Even the most seasoned frequent fliers may be alarmed at a 149% increase in severe turbulence.
Last month as many as 30 passengers on a Turkish Airlines plane suffered bruises and broken bones as a result of severe turbulence en route to New York.
“Nobody announced it or anything like that so we figured out something was wrong,” one passenger was quoted as saying. “Then I see people start flying on the plane. Then seeing blood all over. I had one of the ladies next to me, she really fell down from her seat on the floor and all her back was completely bloody, while someone that was working in the airplane, she cracked her leg I think completely.”
Sound horrific? Certainly. Yet such incidents are bound to become more commonplace.
Turbulence is a routine part of most flights and it causes few really serious risks to a modern passenger airplane. Severe turbulence, however, is another matter. And turbulence is going to get worse in coming years. A lot worse. The reason is climate change, according to the authors of a recent study by researchers at the University of Reading in the United Kingdom.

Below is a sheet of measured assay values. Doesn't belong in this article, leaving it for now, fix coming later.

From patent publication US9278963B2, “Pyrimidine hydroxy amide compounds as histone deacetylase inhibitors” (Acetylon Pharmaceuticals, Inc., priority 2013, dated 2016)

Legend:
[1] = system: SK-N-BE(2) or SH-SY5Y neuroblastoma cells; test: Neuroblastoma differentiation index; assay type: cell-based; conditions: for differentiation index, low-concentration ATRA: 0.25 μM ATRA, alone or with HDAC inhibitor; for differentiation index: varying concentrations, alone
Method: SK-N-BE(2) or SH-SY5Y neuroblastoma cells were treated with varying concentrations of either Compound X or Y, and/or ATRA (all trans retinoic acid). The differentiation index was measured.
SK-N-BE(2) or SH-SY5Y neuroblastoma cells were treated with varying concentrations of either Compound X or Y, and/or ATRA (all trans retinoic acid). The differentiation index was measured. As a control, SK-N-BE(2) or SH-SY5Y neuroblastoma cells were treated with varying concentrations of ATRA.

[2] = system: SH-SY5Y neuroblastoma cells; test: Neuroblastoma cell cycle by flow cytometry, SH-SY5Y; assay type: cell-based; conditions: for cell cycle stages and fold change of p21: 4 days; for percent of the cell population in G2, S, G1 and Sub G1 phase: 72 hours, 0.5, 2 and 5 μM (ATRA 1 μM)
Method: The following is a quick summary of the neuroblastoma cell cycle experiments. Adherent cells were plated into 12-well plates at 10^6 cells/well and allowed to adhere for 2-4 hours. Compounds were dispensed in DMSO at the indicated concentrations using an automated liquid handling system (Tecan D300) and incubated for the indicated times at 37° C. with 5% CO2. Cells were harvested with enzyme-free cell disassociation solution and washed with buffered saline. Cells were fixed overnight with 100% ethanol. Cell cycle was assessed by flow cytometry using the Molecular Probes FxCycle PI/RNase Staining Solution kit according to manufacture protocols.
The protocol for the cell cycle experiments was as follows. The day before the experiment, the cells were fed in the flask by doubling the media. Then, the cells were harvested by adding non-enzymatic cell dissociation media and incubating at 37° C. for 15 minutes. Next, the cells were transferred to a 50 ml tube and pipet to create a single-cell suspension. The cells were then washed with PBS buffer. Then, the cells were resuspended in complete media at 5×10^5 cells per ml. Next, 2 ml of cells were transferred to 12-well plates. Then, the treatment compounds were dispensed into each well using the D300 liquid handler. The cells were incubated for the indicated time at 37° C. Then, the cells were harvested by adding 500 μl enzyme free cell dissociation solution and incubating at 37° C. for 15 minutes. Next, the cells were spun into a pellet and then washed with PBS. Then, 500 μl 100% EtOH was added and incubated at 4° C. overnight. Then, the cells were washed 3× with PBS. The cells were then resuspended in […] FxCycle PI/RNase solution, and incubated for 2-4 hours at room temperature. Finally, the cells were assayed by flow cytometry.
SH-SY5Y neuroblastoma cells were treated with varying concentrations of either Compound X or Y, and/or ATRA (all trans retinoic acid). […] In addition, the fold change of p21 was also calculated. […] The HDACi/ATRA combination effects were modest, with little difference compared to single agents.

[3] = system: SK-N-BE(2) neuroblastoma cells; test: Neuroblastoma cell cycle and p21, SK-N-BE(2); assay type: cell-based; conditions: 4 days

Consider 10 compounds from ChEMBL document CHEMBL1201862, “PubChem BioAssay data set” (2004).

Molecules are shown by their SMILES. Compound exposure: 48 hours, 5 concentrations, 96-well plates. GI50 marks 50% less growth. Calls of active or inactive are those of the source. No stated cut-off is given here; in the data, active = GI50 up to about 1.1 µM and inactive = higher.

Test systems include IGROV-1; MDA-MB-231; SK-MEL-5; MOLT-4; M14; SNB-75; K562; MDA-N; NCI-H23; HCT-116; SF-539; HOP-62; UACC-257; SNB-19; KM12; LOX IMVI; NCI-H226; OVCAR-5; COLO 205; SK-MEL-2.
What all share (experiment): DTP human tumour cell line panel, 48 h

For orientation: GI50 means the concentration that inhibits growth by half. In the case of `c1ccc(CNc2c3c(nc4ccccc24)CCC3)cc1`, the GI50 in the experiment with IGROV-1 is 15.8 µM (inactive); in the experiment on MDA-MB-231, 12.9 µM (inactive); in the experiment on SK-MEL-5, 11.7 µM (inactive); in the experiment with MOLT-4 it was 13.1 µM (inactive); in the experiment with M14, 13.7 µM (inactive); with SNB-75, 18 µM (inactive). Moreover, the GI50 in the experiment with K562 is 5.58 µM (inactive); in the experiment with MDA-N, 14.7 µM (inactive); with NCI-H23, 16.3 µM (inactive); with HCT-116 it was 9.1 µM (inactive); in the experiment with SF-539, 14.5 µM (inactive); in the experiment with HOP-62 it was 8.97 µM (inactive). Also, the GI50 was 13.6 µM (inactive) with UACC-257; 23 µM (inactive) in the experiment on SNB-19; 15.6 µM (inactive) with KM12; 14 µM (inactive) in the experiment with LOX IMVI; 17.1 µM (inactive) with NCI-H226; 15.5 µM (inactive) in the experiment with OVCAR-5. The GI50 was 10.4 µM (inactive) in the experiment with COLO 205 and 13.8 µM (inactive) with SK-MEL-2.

They are warning of the increasing likelihood of extreme turbulence that is capable of shaking airplanes so badly that unbuckled passengers and crew get thrown around the cabin like so many ragdolls. “Anthropogenic climate change is expected to strengthen the vertical wind shears at aircraft cruising altitudes within the atmospheric jet streams,” the study’s authors surmise.
“Such a strengthening would increase the prevalence of the shear instabilities that generate clear-air turbulence,” they add. “Climate modelling studies have indicated that the amount of moderate-or-greater clear-air turbulence on transatlantic flight routes in winter will increase significantly in future as the climate changes.”
In other words, turbulence will be not only more common but frequently stronger as well at certain times of year in certain areas. Specifically, light turbulence in the atmosphere will increase by 59%; light-to-moderate turbulence by 75%; moderate turbulence by 94%; moderate-to-severe turbulence by 127%; and severe, teeth-rattling turbulence by 149%.
“For most passengers, light turbulence is nothing more than an annoying inconvenience that reduces their comfort levels, but for nervous fliers even light turbulence can be distressing,” said Dr. Paul Williams, who conducted the research. “
Even if you have steelier nerves and have been untroubled much by turbulence on flights thus far, you may find yourself become far more unsettled. “[E]ven the most seasoned frequent fliers may be alarmed at the prospect of a 149% increase in severe turbulence, which frequently hospitalises air travellers and flight attendants around the world,” Williams noted.